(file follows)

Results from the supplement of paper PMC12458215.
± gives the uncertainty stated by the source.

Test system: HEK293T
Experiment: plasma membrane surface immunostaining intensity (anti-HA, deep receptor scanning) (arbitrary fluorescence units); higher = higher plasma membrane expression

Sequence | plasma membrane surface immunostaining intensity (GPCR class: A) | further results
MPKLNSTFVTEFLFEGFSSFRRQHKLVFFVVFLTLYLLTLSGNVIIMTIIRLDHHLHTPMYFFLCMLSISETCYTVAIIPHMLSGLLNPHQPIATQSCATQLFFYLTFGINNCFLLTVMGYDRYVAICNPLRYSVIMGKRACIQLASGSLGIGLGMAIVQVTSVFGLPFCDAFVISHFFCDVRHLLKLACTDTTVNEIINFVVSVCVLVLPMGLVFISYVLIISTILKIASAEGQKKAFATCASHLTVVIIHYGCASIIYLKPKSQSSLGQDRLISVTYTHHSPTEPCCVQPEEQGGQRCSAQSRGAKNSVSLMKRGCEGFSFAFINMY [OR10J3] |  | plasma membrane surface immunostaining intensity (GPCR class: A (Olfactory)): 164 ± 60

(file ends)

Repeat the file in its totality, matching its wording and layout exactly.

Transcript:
Results from the supplement of paper PMC12458215.
± gives the uncertainty stated by the source.

Test system: HEK293T
Experiment: plasma membrane surface immunostaining intensity (anti-HA, deep receptor scanning) (arbitrary fluorescence units); higher = higher plasma membrane expression

Sequence | plasma membrane surface immunostaining intensity (GPCR class: A) | further results
MPKLNSTFVTEFLFEGFSSFRRQHKLVFFVVFLTLYLLTLSGNVIIMTIIRLDHHLHTPMYFFLCMLSISETCYTVAIIPHMLSGLLNPHQPIATQSCATQLFFYLTFGINNCFLLTVMGYDRYVAICNPLRYSVIMGKRACIQLASGSLGIGLGMAIVQVTSVFGLPFCDAFVISHFFCDVRHLLKLACTDTTVNEIINFVVSVCVLVLPMGLVFISYVLIISTILKIASAEGQKKAFATCASHLTVVIIHYGCASIIYLKPKSQSSLGQDRLISVTYTHHSPTEPCCVQPEEQGGQRCSAQSRGAKNSVSLMKRGCEGFSFAFINMY [OR10J3] |  | plasma membrane surface immunostaining intensity (GPCR class: A (Olfactory)): 164 ± 60